Date of Award
Doctor of Physical Therapy (DPT)
Aged; Rotator Cuff Injuries -- rehabilitation; Rotator Cuff Injuries -- therapy; Case Reports
Background and Purpose: According to the American Academy of Orthopaedic Surgeons, previous studies have found the prevalence of rotator cuff tears may exceed 50% in individuals older than age 65. Since this age group is the fastest growing of the U.S. population, rotator cuff pathology is sure to become a more significant problem in the future. With this information, it is important to continue research on rotator cuff rehabilitation following arthroscopic surgery.
Case Description: This case report describes the physical therapy interventions and functional outcomes of a 58-year-old patient who underwent arthroscopic surgery to repair a partial tear of the supraspinatus tendon. The patient was scheduled to attend physical therapy sessions three times each week for seven weeks. During his sessions the main focus was on decreasing his pain and increasing the range of motion of his shoulder joint, as well as strengthening and stretching the musculature of the rotator cuff.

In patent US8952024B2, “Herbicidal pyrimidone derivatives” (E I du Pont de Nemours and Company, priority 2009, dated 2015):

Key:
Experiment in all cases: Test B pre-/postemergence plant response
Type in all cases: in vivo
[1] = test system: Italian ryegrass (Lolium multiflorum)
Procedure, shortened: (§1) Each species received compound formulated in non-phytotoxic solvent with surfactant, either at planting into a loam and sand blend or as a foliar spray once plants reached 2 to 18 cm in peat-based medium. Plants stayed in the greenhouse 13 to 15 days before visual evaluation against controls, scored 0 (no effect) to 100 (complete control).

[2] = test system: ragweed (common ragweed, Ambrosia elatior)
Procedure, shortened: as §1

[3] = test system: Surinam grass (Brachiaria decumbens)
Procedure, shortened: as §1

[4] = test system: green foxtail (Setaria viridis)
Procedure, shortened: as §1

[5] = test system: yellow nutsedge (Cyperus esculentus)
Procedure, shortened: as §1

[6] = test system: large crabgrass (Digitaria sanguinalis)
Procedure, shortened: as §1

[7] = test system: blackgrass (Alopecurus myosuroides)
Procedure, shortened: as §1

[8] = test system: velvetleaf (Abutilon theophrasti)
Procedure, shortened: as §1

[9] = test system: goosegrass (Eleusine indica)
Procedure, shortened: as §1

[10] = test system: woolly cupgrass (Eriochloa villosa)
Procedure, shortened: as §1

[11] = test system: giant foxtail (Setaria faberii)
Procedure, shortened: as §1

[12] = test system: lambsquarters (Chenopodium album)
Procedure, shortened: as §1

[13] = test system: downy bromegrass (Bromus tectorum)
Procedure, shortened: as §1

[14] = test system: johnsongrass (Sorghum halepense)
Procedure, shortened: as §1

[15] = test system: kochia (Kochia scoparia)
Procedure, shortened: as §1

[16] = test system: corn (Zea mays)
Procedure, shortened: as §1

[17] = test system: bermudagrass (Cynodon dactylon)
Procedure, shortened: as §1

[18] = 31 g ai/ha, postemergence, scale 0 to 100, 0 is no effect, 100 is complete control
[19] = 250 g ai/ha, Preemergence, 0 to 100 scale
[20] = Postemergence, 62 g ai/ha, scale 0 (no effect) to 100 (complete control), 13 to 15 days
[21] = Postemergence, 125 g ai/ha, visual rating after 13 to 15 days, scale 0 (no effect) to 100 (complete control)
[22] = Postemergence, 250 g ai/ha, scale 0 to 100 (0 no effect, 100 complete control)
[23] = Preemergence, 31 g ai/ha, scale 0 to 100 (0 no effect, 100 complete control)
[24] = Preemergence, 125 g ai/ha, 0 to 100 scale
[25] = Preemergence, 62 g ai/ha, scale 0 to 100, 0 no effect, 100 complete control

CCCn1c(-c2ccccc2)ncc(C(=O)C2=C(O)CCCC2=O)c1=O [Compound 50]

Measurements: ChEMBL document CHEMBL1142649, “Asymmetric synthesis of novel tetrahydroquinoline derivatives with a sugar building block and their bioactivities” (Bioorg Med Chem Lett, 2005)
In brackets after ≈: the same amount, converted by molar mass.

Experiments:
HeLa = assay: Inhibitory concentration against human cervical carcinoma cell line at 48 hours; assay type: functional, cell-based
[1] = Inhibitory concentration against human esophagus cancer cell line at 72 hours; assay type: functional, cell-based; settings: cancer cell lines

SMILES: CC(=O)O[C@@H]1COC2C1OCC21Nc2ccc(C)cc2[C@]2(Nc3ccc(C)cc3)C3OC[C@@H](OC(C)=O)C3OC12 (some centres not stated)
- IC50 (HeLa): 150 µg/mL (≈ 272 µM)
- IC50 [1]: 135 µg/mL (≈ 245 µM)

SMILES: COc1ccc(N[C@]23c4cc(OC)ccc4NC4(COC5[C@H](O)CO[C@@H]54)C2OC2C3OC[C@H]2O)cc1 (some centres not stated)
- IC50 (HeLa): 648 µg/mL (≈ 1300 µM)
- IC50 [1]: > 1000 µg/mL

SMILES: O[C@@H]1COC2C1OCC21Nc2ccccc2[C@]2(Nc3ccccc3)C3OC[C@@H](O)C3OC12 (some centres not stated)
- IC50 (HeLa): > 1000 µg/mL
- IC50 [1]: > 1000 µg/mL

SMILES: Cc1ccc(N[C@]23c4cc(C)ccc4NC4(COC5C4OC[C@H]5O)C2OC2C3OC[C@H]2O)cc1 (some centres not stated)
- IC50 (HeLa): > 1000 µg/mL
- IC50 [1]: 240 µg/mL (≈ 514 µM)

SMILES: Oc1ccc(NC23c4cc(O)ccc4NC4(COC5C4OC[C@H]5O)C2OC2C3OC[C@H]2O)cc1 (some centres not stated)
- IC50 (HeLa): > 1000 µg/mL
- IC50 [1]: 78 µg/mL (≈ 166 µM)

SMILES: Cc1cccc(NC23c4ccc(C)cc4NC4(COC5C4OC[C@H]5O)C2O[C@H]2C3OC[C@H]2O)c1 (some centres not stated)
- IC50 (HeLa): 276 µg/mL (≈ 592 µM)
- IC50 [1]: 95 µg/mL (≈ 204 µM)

Outcome: Following seven weeks of physical therapy, the patient met all of the long-term and short-term goals that were set for him. He was cleared by the physician to return to work.
Discussion: This patient regained functional recovery in just over three months post surgery. I believe this patient recovered quickly due to several factors. These factors include his prior level of muscular strength, the size of the rotator cuff tear, his compliance with physical therapy and his home exercise program, and his high motivation to return to work.
Wirth, Brittany E., "Physical Therapy Rehabilitation Following Arthroscopic Rotator Cuff Repair" (2016). Physical Therapy Scholarly Projects. 566.